Wrote the manuscript: L.P., M.S., J.W., H. Baurecht, M. Hotze, D.P.S., J.A.C., K.B., A.J.H., S.J. Brown, D.M.E., S.W.

Revised and reviewed the paper: L.P., M.S., J.W., H. Baurecht, M. Hotze, D.P.S., J.A.C., K.B., C.T., A.T., A.B., A.C.A., J.P.T., H.T.d.D., M.A.F., E.A., P.M.A.S., F.L.X., J.R.G., I.M., J.E.-G., M.P.-Y., C.-J.X., L.C., M.M.G.-B., C.V., C.E.P., S.J. Barton, A.M.L., I.C., M.B., E.K.-M., G.A.L., S.B., R.A.M., F. Rüschendorf, A.K., J.Y.T., T.H., M. Kubo, W.L.M., A.J.H., J.P.K., J.Z., G.D.S., M. Macek, M. Kurek, M.A.L.-K., E. Mangold, E.R., A.P., A.F., W.L., N.N., R.F.-H., M. Horikoshi, J.P., S.S., L.L.H., N.G., J.C.d.J., F. Rivadeneira, A.H., V.W.V.J., S.G.M.A.P., N.J.E., A.G.U., G.B.M., P.J.T., M.C.M., C.F.R., J.S.R., J.L., X.B.Z., X.D.Z., X.Y.Y., L.D.S., M.A.M., G.M.O'R., C.M.R.F., L.E.C., A.A., G.H., A.M., C.O.S., B.K., D.H., C.E., D.S.P., B.F., F.G., J.J.H., C.M.M., P.H., V.B., T.S., C.M.T.T., E.T., B.P., J.J.Y., M.I., S.H., N.V.-T., C.L.R., R.M., W.N., A.C., S.T.W., D.A.M., S.C., T.K., C.S., E. Melén, S.L., C.O., B.A.R., A.S., B.J., J.W.H., H. Bisgaard, J.S., N.M.P.-H., L.K.W., K.M.G., C.A.W., D.I.B., M. Melbye, G.H.K., Y.-A.L., N.H., D.J., W.H.I.M., A.D.I., X.J.Z., H.H., C.G., E.G.B., N.G.M., L.D., A.L., M.-R.J., M.M.N., M.T., D.A.H., D.G., S.J. Brown, J.H., D.M.E., S.W.

AAGC provided results for the discovery analysis.

Correspondence to Lavinia Paternoster.

Ethics declarations

Competing interests

C.T., D.A.H. and J.Y.T. are employees of and own stock or stock options in 23andMe, Inc. K.M.G. has received reimbursement for speaking at conferences sponsored by companies selling nutritional and pharmaceutical products. He is part of an academic consortium that has received funding from Abbott Nutrition, Nestec and Danone. The University of Groningen has received money for D.S.P. in the context of an unrestricted educational grant for research from AstraZeneca. Fees for consultancies were given to the University of Groningen by AstraZeneca, Boehringer Ingelheim, Chiesi, GlaxoSmithKline, Takeda and TEVA. A.C. reports personal fees from AstraZeneca, personal fees from Novartis and personal fees from ThermoFisher given outside the context of the current manuscript. A.S. reports personal fees from GlaxoSmithKline and personal fees from ThermoFisher given outside the context of the current manuscript.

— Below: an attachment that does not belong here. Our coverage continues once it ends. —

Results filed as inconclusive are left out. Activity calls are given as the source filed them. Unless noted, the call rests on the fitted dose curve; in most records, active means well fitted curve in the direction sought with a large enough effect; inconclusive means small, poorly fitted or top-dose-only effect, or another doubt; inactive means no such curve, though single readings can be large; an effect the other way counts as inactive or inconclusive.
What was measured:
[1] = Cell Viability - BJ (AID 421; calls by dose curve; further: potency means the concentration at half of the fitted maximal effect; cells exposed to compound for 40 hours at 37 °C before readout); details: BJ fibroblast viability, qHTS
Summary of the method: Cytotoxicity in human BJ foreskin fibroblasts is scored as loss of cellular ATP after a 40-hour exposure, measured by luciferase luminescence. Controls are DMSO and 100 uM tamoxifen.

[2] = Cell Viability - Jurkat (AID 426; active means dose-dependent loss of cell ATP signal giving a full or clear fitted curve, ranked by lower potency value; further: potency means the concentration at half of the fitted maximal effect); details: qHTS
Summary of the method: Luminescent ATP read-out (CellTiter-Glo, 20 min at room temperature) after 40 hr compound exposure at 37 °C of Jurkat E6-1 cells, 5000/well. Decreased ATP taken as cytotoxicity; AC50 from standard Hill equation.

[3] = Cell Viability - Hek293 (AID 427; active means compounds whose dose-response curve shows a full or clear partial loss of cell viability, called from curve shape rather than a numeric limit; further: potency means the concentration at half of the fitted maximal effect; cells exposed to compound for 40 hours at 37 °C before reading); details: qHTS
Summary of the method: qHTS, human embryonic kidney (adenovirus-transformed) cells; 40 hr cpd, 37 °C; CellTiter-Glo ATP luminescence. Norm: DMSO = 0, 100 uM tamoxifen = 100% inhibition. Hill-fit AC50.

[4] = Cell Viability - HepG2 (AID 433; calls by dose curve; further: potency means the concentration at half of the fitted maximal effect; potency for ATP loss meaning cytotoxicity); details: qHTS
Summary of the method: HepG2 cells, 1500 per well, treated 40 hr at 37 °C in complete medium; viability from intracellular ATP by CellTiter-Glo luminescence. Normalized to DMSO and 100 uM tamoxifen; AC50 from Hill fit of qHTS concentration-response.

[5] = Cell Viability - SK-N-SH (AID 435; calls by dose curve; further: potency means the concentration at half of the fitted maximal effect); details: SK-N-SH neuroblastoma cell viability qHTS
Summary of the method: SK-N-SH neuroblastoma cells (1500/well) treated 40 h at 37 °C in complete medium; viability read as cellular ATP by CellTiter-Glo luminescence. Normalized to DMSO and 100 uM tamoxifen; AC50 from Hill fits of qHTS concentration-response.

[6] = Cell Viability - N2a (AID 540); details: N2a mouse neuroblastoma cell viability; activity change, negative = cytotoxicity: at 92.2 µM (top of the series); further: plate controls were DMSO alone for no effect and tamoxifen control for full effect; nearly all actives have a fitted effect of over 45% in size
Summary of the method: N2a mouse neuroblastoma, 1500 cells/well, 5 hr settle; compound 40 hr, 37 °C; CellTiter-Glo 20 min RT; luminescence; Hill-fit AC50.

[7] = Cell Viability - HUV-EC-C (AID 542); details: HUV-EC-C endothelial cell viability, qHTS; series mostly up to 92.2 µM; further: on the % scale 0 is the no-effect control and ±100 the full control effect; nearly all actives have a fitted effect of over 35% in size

Additional information

A full list of members and affiliations is provided in the Supplementary Note.

Supplementary information

Supplementary Text and Figures

Supplementary Figures 1–8, Supplementary Tables 1–4, 11–16, 22 and 23, and Supplementary Note. (PDF 20319 kb)

Supplementary Tables 5–10

Look-ups of known SNPs for various autoimmune diseases. (XLSX 48 kb)

Supplementary Tables 17–21

Functional investigations of credible SNPs. (XLSX 190 kb)

Rights and permissions

Reprints and Permissions

About this article

Verify currency and authenticity via CrossMark

Cite this article

Paternoster, L., Standl, M., Waage, J. et al. Multi-ancestry genome-wide association study of 21,000 cases and 95,000 controls identifies new risk loci for atopic dermatitis. Nat Genet 47, 1449–1456 (2015) doi:10.1038/ng.3424

Download citation

Further reading